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Agency Conflicts, Asset Substitution, and Securitization

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  • Yingjin Hila Gan
  • Christopher Mayer

Abstract

Asset-backed securities represent one of the largest and fastest growing financial markets. Under securitization, agents perform functions (for fees) that would alternatively be performed by a vertically integrated lender with ownership of a whole loan. We examine how outsourcing impacts performance using data on 357 commercial mortgage-backed securities deals with over 46,000 individual loans. To alleviate agency conflicts in managing troubled loans, underwriters often sell the first-loss position to the special servicer, the party who is charged with handling delinquencies and defaults. When holding the first-loss position, special servicers appear to behave more efficiently, making fewer costly transfers of delinquent loans to special servicing, but liquidating a higher percentage of loans that are referred to special servicing. Special servicers are also more likely to own the first loss position in deals that require additional effort (deals with higher delinquencies). Market pricing reflects the existence of agency costs. Despite the apparent reduction of agency costs, the first-loss position is increasingly owned by a party other than the special servicer. We pose a number of explanations, including conflicts between junior and senior securities holders (the asset substitution problem) and risk aversion among special servicers. Consistent with asset substitution, we show that special servicers delay liquidation when they hold the first-loss position in deals with more severe delinquency problems.

Suggested Citation

  • Yingjin Hila Gan & Christopher Mayer, 2006. "Agency Conflicts, Asset Substitution, and Securitization," NBER Working Papers 12359, National Bureau of Economic Research, Inc.
  • Handle: RePEc:nbr:nberwo:12359
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    Cited by:

    1. Pagès, Henri, 2013. "Bank monitoring incentives and optimal ABS," Journal of Financial Intermediation, Elsevier, vol. 22(1), pages 30-54.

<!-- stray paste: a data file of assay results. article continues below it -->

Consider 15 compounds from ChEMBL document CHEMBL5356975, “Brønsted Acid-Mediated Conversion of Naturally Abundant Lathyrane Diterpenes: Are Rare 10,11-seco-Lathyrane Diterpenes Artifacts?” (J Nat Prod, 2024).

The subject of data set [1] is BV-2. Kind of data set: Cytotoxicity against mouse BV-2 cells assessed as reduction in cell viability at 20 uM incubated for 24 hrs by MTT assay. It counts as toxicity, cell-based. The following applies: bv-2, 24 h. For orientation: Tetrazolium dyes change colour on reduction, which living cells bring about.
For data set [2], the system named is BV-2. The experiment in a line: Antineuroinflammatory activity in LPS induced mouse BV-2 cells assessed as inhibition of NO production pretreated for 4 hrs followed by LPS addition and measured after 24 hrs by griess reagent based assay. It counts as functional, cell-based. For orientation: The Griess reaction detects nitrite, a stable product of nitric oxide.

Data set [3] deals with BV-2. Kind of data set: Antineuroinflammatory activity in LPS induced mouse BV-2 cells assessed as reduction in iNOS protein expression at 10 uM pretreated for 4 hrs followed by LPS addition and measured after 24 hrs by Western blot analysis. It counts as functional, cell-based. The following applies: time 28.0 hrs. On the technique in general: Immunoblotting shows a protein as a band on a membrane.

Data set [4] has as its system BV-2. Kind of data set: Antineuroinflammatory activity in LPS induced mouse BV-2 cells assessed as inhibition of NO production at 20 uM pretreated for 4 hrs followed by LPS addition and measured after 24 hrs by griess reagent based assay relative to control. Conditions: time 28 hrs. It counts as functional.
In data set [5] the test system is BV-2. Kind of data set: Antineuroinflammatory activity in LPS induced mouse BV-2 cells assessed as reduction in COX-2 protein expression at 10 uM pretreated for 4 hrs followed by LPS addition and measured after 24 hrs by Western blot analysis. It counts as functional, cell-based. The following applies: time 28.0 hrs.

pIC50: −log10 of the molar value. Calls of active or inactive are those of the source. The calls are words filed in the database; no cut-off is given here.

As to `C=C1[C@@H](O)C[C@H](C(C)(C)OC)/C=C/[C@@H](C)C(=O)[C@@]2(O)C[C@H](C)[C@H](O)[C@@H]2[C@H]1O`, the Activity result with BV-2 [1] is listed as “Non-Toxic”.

2. Kurt Eggert, 2007. "Comment on Michael A. Stegman et al.’s “Preventive servicing is good for business and affordable homeownership policy”: What prevents loan modifications?," Housing Policy Debate, Taylor & Francis Journals, vol. 18(2), pages 279-297, January.
    3. Adelino, Manuel & Gerardi, Kristopher & Willen, Paul S., 2013. "Why don't Lenders renegotiate more home mortgages? Redefaults, self-cures and securitization," Journal of Monetary Economics, Elsevier, vol. 60(7), pages 835-853.
    4. Pagès, H., 2009. "Bank incentives and optimal CDOs," Working papers 253, Banque de France.
    5. Piskorski, Tomasz & Seru, Amit & Vig, Vikrant, 2010. "Securitization and distressed loan renegotiation: Evidence from the subprime mortgage crisis," Journal of Financial Economics, Elsevier, vol. 97(3), pages 369-397, September.
    6. Andre Guettler & Ulrich Hommel & Julia Reichert, 2011. "The influence of sponsor, servicer, and underwriter characteristics on RMBS performance," Financial Markets and Portfolio Management, Springer;Swiss Society for Financial Market Research, vol. 25(3), pages 281-311, September.
    7. Benjamin J. Keys & Tomasz Piskorski & Amit Seru & Vikrant Vig, 2012. "Mortgage Financing in the Housing Boom and Bust," NBER Chapters,in: Housing and the Financial Crisis, pages 143-204 National Bureau of Economic Research, Inc.

    More about this item

    JEL classification:

    • D8 - Microeconomics - - Information, Knowledge, and Uncertainty
    • G2 - Financial Economics - - Financial Institutions and Services
    • G3 - Financial Economics - - Corporate Finance and Governance
    • L2 - Industrial Organization - - Firm Objectives, Organization, and Behavior

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